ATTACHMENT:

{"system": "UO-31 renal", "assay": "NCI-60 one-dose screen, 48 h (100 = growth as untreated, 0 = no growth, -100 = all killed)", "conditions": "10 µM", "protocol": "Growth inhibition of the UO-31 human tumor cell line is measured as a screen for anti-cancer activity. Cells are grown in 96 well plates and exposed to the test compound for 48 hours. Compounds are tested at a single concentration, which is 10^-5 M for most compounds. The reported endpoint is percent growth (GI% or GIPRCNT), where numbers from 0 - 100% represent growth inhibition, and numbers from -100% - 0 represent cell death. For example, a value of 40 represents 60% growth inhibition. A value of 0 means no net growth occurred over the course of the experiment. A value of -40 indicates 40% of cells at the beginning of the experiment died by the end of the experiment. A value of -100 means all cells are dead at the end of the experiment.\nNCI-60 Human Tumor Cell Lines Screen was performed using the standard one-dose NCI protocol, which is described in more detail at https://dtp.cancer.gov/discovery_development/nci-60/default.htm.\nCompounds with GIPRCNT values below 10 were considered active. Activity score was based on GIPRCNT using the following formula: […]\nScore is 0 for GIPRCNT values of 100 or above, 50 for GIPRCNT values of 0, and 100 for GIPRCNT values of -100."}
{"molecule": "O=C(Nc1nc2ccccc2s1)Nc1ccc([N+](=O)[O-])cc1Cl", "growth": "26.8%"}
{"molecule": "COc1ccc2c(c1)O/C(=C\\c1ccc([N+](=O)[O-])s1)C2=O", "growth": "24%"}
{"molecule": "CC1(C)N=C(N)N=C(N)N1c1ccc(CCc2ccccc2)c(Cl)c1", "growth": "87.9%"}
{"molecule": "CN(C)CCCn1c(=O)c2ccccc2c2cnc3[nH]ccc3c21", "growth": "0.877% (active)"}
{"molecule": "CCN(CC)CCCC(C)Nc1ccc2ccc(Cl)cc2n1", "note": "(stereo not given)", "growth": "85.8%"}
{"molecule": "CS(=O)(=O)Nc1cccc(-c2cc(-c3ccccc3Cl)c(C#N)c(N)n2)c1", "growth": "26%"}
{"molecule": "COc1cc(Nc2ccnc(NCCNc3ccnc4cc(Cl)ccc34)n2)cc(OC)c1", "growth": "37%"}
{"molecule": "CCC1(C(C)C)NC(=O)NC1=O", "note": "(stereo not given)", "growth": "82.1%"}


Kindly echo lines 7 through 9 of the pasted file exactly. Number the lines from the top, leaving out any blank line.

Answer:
{"molecule": "CS(=O)(=O)Nc1cccc(-c2cc(-c3ccccc3Cl)c(C#N)c(N)n2)c1", "growth": "26%"}
{"molecule": "COc1cc(Nc2ccnc(NCCNc3ccnc4cc(Cl)ccc34)n2)cc(OC)c1", "growth": "37%"}
{"molecule": "CCC1(C(C)C)NC(=O)NC1=O", "note": "(stereo not given)", "growth": "82.1%"}